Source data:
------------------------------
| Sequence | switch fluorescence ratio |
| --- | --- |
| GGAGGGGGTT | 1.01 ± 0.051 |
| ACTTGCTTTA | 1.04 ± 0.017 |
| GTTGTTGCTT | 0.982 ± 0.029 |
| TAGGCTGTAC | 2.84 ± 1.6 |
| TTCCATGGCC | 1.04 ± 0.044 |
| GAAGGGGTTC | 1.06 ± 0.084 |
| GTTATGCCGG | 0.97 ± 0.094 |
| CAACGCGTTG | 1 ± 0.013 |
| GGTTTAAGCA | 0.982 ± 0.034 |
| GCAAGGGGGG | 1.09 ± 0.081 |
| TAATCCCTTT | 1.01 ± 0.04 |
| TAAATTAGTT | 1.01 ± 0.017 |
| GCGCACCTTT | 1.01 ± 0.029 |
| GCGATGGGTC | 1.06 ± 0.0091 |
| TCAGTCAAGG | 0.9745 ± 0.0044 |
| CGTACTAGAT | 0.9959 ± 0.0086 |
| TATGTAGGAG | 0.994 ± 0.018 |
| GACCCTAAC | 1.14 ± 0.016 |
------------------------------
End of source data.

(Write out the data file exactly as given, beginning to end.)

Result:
| Sequence | switch fluorescence ratio |
| --- | --- |
| GGAGGGGGTT | 1.01 ± 0.051 |
| ACTTGCTTTA | 1.04 ± 0.017 |
| GTTGTTGCTT | 0.982 ± 0.029 |
| TAGGCTGTAC | 2.84 ± 1.6 |
| TTCCATGGCC | 1.04 ± 0.044 |
| GAAGGGGTTC | 1.06 ± 0.084 |
| GTTATGCCGG | 0.97 ± 0.094 |
| CAACGCGTTG | 1 ± 0.013 |
| GGTTTAAGCA | 0.982 ± 0.034 |
| GCAAGGGGGG | 1.09 ± 0.081 |
| TAATCCCTTT | 1.01 ± 0.04 |
| TAAATTAGTT | 1.01 ± 0.017 |
| GCGCACCTTT | 1.01 ± 0.029 |
| GCGATGGGTC | 1.06 ± 0.0091 |
| TCAGTCAAGG | 0.9745 ± 0.0044 |
| CGTACTAGAT | 0.9959 ± 0.0086 |
| TATGTAGGAG | 0.994 ± 0.018 |
| GACCCTAAC | 1.14 ± 0.016 |